Tuesday, January 3, 2012
So my friend had a home show. The one where a sweet woman shows up and mixes up a bunch of different delicious dips and appetizers that only require the mix she sells and an ingredient or two from your kitchen. And it was all delicious. This company sells a mix for beer bread that is ridiculously simple--dump mix in bowl, add beer, bake. And it's incredibly tasty. But it's also like $6 a pop for a box of this stuff. Given that I quickly acquired an addiction to this beer bread, I didn't think I could fund that sort of habit. The bread will change flavors with the beer you use, so I suggest something with a lot of flavor (domestic light beers need not apply) to provide a subtle kick to a soft bread that has a crispy crust begging to be dunked in chili or served along side a big bowl of steamy winter soup.
After consulting my budget, I confirmed that spending $30 a month on bread mixes was a little excessive (yes, yes I could eat 5 loaves a month--well, maybe 4 for me and 1 for Dave). So to the internet I went where someone posted this recipe on Epicurious from Stephan Pyles, originally published in the book New Tastes from Texas. This stuff tastes exactly the same as the $6 a box stuff from the home show. Sold! It's now my go-to beer bread recipe and it really will change flavors depending on the beer you use. I've used a dark lager, an ale, an IPA, even a chocolate stout, and each time have gotten a slightly different taste. This bread is so good that one time I took a loaf to my in-laws for dinner. Following dinner, my mother-in-law was packing up leftovers to send home with Dave and I. She gave us all the leftover cake from dessert, but when I got home I noticed we didn't get any of the leftover beer bread. I think she considered it a trade! Go gentle on the mixing and use a good beer. Then make a big pot of chili and settle in for some playoff football.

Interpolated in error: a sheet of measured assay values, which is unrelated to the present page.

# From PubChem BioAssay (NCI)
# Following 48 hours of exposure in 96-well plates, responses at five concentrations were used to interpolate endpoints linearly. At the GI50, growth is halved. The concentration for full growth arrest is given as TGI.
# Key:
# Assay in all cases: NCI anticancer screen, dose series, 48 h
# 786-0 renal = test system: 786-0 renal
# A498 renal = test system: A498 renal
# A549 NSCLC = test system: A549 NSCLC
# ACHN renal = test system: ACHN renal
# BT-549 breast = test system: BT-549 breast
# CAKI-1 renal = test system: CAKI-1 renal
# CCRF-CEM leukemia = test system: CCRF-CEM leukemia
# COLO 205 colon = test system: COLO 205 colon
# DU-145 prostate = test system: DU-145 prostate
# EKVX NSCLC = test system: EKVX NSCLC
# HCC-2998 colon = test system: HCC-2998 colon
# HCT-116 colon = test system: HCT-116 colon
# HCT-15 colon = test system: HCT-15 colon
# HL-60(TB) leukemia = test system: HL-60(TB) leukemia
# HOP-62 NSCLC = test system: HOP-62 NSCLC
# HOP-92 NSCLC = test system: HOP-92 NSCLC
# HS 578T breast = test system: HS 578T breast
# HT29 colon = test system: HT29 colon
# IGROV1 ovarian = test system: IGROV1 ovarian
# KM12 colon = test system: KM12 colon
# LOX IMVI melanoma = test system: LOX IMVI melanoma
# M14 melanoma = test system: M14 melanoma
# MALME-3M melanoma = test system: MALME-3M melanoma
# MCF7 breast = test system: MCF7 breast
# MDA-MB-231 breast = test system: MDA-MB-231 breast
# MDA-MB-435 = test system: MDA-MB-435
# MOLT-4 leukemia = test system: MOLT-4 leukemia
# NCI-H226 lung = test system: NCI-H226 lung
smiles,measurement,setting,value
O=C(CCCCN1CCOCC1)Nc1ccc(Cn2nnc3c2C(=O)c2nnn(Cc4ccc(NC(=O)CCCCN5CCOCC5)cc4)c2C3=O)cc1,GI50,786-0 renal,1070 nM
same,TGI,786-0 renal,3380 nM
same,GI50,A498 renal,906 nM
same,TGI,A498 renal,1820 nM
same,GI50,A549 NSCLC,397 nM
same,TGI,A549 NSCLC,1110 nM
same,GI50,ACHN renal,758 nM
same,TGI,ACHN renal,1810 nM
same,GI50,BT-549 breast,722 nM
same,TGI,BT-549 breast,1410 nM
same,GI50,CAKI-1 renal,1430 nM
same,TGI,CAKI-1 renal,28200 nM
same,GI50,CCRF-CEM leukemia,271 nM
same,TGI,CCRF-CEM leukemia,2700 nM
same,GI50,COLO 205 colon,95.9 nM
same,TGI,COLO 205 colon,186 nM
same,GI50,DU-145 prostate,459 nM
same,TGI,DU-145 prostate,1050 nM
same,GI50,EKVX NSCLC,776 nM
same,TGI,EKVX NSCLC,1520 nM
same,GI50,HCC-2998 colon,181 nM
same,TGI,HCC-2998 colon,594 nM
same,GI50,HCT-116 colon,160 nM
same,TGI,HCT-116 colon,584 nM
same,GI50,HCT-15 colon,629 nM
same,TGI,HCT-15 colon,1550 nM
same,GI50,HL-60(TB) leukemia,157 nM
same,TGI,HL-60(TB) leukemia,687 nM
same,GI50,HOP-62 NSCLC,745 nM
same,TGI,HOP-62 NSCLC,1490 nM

12 ounces good beer, room temperature
3 cups flour
1 Tablespoon baking powder
3 Tablespoons sugar
1 teaspoon salt
1/4 cup butter, melted
Pour beer into a mixing bowl, being careful to tilt the bowl as you pour so as to not create a head or foam.
Sift together flour, baking powder, sugar and salt all at once into the beer. Stir until combined and all ingredients are wet then stop. Don't overmix--the batter should be lumpy.
Transfer batter into a greased 9 x 5 bread pan. Pour or brush on as much of the melted butter over the top of the bread as you like.
Bake at 375 degrees F for 35-45 minutes or until a skewer or cake tester inserted in center comes out clean.
Turn out onto cooling rack and cool completely.
Makes one loaf.
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